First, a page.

2. Methods

[9] The original 12 PFTs used with the standard NCAR LSM were expanded to 15 to better match those used in dynamic global vegetation models. The geographic distribution and abundance of these 15 PFTs were derived from 1-km land cover and tree cover data sets using climate-based rules to define ecological variants of the principal PFTs. This is in contrast to the standard biome-based version of the model, in which the abundance of PFTs is defined by classifying the grid cell as 1 of 28 possible biomes (Table 2). In addition, monthly leaf area index for each PFT in each grid cell was created from the AVHRR archive to derive a more realistic phenology and to allow for spatial variability in the amount of leaves. This is in contrast to the standard model's prescribed monthly phenology for each PFT [Dorman and Sellers, 1989] and differs from previous LAI data products that classified grid cells into one of several biomes and derived a grid-average LAI [Myneni et al., 1997; Knyazikhin et al., 1998a, 1998b; Sellers et al., 1994, 1996b; Randall et al., 1996]. The model was run for two 20-year simulations, forced with prescribed atmospheric data, using the original biome-derived PFTs of the standard model and the satellite-derived PFTs of the new model. Simulations were repeated for 1° × 1°, 2° × 2°, and 3° × 3° global horizontal resolutions to evaluate the sensitivity of each approach to spatial resolution.

2.1. Model Description

[10] The NCAR LSM simulates the exchange of energy, water, momentum, and carbon between the surface and the atmosphere [Bonan, 1996]. Vegetation effects are included by allowing for several PFTs that differ in leaf and stem areas, root profile, height, leaf dimension, optical properties, stomatal physiology, roughness length, displacement height, and biomass. In the standard model, 12 PFTs form 28 different biomes, each composed of multiple plant types and bare ground so that, for example, a mixed broadleaf deciduous and needleleaf evergreen forest consists of patches of broadleaf deciduous trees, needleleaf evergreen trees, and bare ground. The types of biomes (Table 2) and their geographic distributions are based on Olson et al. [1983]. Each patch, while co-occurring in a grid cell, is a separate column upon which energy, water, and carbon calculations are performed. Thus PFTs do not compete for light and water. Lakes and wetlands, if present, form additional patches.

[11] Soil effects are included by allowing thermal and hydraulic properties to vary depending on sand and clay content. Soils also differ in color, which affects soil albedo. Consequently, each grid cell is assigned a biome type (which determines the patch fractions for each PFT), the fraction of the grid cell covered by lakes, the fraction covered by wetlands, soil texture (percent sand, silt, and clay), and soil color.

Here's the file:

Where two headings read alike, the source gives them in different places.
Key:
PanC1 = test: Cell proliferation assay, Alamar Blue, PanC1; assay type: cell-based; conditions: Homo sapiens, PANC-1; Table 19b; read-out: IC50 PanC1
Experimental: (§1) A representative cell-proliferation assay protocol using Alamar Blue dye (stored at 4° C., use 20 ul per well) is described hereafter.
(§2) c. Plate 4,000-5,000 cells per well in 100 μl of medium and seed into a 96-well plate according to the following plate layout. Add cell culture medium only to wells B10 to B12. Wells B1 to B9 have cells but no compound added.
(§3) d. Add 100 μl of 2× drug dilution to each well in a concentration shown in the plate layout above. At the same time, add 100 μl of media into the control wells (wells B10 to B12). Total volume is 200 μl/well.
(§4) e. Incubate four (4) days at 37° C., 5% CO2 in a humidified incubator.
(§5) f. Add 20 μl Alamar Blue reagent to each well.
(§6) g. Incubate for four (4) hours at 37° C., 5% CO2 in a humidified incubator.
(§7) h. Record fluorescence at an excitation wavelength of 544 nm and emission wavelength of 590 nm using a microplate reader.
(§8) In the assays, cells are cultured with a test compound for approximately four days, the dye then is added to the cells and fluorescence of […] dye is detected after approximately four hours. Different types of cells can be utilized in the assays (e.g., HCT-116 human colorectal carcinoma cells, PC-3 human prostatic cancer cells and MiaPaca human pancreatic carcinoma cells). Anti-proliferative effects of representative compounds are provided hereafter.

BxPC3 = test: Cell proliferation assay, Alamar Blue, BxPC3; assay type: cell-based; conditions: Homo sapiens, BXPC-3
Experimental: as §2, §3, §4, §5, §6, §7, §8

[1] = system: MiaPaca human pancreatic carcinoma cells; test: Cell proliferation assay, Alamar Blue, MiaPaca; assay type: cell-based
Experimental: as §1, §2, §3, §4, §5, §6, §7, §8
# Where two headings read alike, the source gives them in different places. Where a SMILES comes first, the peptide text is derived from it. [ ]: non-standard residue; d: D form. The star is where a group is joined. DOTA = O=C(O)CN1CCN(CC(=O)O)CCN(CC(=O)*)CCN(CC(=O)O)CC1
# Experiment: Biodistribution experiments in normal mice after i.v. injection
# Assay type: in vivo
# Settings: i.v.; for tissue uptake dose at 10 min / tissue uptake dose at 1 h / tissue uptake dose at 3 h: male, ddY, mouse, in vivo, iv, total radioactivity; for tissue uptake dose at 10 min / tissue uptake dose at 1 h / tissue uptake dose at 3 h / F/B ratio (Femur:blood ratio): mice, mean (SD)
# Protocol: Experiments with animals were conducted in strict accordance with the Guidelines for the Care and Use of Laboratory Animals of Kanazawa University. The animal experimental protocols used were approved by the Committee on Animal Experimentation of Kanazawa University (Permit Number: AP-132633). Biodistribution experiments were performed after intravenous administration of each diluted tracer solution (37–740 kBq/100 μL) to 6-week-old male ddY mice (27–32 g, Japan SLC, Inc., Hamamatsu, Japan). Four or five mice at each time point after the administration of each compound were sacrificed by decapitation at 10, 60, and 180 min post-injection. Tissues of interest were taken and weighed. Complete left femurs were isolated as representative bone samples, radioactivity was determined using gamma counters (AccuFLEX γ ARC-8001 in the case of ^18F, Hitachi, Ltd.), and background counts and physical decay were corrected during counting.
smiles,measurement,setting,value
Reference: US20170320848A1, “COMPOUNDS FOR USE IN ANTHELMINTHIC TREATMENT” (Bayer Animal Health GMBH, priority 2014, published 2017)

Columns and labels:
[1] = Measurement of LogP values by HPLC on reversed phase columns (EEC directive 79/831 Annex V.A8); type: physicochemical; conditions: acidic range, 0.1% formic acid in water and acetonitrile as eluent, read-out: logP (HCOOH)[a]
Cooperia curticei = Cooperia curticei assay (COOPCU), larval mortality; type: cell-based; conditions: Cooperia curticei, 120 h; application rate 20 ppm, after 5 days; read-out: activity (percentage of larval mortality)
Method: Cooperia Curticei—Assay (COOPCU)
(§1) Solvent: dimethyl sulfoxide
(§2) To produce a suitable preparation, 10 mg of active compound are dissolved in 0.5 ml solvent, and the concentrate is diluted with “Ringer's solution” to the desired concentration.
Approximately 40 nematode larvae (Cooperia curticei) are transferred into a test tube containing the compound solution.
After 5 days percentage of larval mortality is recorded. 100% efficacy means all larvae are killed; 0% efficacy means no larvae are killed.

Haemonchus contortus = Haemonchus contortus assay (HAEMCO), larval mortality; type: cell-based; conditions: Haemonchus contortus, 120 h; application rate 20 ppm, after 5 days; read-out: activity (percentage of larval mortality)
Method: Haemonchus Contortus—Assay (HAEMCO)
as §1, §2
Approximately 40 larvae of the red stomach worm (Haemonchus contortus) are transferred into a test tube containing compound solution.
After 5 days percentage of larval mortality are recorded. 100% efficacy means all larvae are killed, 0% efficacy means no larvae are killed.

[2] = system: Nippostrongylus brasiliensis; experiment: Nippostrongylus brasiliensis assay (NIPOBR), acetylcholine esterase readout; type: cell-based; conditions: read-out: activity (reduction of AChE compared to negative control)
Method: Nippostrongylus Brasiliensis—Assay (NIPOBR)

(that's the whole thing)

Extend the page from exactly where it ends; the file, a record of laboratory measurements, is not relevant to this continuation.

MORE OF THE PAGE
[12] Bonan [1996] documents the model, and Bonan [1998] describes the climatology of the model coupled to the Community Climate Model. Comparisons with tower flux data show that the model reasonably simulates surface fluxes at several boreal forest [Bonan et al., 1997] and tundra [Lynch et al., 1999] sites. The model has been used to study land-atmosphere CO2 exchange [Bonan, 1995a; Craig et al., 1998], the effect of lakes and wetlands on climate [Bonan, 1995b], the effect of vegetation and soil [Kutzbach et al., 1996] and lakes and wetlands [Coe and Bonan, 1997] on the African monsoon in the middle Holocene, the effect of soil water on floods and droughts in the Mississippi River basin [Bonan and Stillwell-Soller, 1998], the effect of tundra ecosystems on arctic climate [Lynch et al., 1999], and the effects of temperate deforestation on climate [Bonan, 1997, 1999].

[13] For this study, the model was reformulated so that landscapes consist of statistical distributions of four types of patches (glacier, lake, wetland, vegetated) within a grid cell (Figure 2). This is in contrast to the standard biome approach (Table 2), in which glaciers are considered as one of the 28 possible biomes and wetlands, in addition to being a subgrid patch, are also defined as two biomes (forest wetland, nonforest wetland). For the new satellite-based simulations, glaciers and wetlands exist only as patches within a grid cell. The glacier patches were obtained from the 1-km International Geosphere-Biosphere Programme Data and Information System Global 1 km Land Cover Data Set (IGBP DISCover) [Loveland et al., 2000]. Lake and wetland patches were obtained as previously [Bonan, 1995b, 1996]. The vegetated portion of a grid cell is further divided into a statistical distribution of patches of 4 of 15 PFTs with corresponding leaf area index, stem area index, and height (Figure 2). Physiological parameters for the 15 PFTs were obtained from the 12 original PFTs [Bonan, 1996] so that although the list of PFTs expanded, no new physiologies were introduced. Stem area index and height were based on the original values prescribed for each PFT [Bonan, 1996].

Figure 2.

Subgrid patches of glacier, lake, wetland, and vegetation in the new version of the NCAR LSM. The vegetated portion of the grid cell is divided into up to four PFTs with unique composition and leaf area.